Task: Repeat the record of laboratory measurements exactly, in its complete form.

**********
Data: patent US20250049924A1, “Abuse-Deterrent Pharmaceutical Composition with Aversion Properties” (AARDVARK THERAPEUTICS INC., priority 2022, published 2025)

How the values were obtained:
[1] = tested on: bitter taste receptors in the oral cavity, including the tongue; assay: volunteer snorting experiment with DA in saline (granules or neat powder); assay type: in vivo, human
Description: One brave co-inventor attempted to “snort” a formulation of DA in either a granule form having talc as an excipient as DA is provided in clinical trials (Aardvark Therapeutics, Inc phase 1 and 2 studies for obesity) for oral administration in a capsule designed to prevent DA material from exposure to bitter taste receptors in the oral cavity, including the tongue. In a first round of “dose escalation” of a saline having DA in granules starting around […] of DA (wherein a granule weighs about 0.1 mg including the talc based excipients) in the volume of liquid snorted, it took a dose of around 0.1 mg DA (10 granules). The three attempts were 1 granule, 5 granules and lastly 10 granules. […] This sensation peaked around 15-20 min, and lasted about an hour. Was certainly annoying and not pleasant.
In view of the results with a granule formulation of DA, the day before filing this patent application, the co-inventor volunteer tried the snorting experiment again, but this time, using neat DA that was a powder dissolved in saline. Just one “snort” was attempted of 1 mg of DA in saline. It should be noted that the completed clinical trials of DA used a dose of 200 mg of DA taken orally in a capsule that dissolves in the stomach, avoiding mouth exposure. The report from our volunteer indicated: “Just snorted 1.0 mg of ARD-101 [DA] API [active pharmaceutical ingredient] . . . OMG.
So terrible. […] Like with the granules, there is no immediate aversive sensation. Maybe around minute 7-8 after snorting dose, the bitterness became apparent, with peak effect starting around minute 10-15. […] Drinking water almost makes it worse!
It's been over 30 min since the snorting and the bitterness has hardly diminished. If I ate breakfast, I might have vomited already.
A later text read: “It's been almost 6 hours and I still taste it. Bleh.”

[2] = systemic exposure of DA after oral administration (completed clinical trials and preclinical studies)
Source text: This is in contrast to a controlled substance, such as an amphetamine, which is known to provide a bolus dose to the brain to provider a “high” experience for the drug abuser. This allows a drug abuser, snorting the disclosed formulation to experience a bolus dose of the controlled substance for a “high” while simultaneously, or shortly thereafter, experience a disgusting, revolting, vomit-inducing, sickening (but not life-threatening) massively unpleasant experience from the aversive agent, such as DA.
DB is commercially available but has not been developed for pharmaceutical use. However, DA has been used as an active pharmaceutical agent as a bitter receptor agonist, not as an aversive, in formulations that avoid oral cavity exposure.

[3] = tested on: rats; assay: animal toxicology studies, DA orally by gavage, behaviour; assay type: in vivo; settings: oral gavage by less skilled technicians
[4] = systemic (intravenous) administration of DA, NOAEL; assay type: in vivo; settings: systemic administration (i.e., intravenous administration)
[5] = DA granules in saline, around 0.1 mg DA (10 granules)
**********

Data: patent US20250049924A1, “Abuse-Deterrent Pharmaceutical Composition with Aversion Properties” (AARDVARK THERAPEUTICS INC., priority 2022, published 2025)

How the values were obtained:
[1] = tested on: bitter taste receptors in the oral cavity, including the tongue; assay: volunteer snorting experiment with DA in saline (granules or neat powder); assay type: in vivo, human
Description: One brave co-inventor attempted to “snort” a formulation of DA in either a granule form having talc as an excipient as DA is provided in clinical trials (Aardvark Therapeutics, Inc phase 1 and 2 studies for obesity) for oral administration in a capsule designed to prevent DA material from exposure to bitter taste receptors in the oral cavity, including the tongue. In a first round of “dose escalation” of a saline having DA in granules starting around […] of DA (wherein a granule weighs about 0.1 mg including the talc based excipients) in the volume of liquid snorted, it took a dose of around 0.1 mg DA (10 granules). The three attempts were 1 granule, 5 granules and lastly 10 granules. […] This sensation peaked around 15-20 min, and lasted about an hour. Was certainly annoying and not pleasant.
In view of the results with a granule formulation of DA, the day before filing this patent application, the co-inventor volunteer tried the snorting experiment again, but this time, using neat DA that was a powder dissolved in saline. Just one “snort” was attempted of 1 mg of DA in saline. It should be noted that the completed clinical trials of DA used a dose of 200 mg of DA taken orally in a capsule that dissolves in the stomach, avoiding mouth exposure. The report from our volunteer indicated: “Just snorted 1.0 mg of ARD-101 [DA] API [active pharmaceutical ingredient] . . . OMG.
So terrible. […] Like with the granules, there is no immediate aversive sensation. Maybe around minute 7-8 after snorting dose, the bitterness became apparent, with peak effect starting around minute 10-15. […] Drinking water almost makes it worse!
It's been over 30 min since the snorting and the bitterness has hardly diminished. If I ate breakfast, I might have vomited already.
A later text read: “It's been almost 6 hours and I still taste it. Bleh.”

[2] = systemic exposure of DA after oral administration (completed clinical trials and preclinical studies)
Source text: This is in contrast to a controlled substance, such as an amphetamine, which is known to provide a bolus dose to the brain to provider a “high” experience for the drug abuser. This allows a drug abuser, snorting the disclosed formulation to experience a bolus dose of the controlled substance for a “high” while simultaneously, or shortly thereafter, experience a disgusting, revolting, vomit-inducing, sickening (but not life-threatening) massively unpleasant experience from the aversive agent, such as DA.
DB is commercially available but has not been developed for pharmaceutical use. However, DA has been used as an active pharmaceutical agent as a bitter receptor agonist, not as an aversive, in formulations that avoid oral cavity exposure.

[3] = tested on: rats; assay: animal toxicology studies, DA orally by gavage, behaviour; assay type: in vivo; settings: oral gavage by less skilled technicians
[4] = systemic (intravenous) administration of DA, NOAEL; assay type: in vivo; settings: systemic administration (i.e., intravenous administration)
[5] = DA granules in saline, around 0.1 mg DA (10 granules)